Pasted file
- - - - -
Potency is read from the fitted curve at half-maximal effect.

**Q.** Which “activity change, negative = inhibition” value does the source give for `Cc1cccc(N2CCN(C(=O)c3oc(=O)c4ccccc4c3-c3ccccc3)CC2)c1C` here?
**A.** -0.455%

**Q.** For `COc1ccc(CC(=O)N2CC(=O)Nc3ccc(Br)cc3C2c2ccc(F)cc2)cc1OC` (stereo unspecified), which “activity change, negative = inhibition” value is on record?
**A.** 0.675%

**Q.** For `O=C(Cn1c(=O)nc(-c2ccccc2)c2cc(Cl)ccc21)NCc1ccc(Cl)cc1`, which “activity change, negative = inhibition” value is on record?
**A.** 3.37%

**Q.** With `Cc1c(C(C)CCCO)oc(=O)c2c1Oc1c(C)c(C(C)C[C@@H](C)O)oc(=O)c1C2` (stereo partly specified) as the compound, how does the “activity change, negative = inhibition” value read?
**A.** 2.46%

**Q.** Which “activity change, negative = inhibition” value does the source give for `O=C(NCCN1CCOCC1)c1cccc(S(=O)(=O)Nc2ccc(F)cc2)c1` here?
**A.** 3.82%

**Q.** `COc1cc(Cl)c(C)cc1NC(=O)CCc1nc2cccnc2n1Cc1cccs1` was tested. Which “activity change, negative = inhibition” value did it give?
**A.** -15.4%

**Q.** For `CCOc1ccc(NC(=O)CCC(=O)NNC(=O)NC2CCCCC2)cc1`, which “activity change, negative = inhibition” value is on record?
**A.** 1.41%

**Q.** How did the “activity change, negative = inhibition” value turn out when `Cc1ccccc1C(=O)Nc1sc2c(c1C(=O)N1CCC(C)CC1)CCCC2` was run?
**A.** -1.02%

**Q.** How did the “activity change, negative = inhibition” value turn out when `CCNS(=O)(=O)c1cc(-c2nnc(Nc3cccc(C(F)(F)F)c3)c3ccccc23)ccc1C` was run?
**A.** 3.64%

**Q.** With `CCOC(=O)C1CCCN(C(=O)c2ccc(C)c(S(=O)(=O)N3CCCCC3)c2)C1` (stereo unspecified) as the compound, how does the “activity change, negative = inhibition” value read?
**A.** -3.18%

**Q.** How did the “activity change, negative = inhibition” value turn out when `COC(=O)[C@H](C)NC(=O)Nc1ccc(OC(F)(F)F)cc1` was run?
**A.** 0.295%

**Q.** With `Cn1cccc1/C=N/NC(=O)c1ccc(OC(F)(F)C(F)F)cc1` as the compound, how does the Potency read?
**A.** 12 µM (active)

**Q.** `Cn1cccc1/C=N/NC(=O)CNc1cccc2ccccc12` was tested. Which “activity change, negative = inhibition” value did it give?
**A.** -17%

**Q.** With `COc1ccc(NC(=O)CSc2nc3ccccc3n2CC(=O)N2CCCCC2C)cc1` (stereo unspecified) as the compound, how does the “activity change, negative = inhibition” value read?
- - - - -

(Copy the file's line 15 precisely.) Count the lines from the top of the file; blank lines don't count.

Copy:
**A.** 1.41%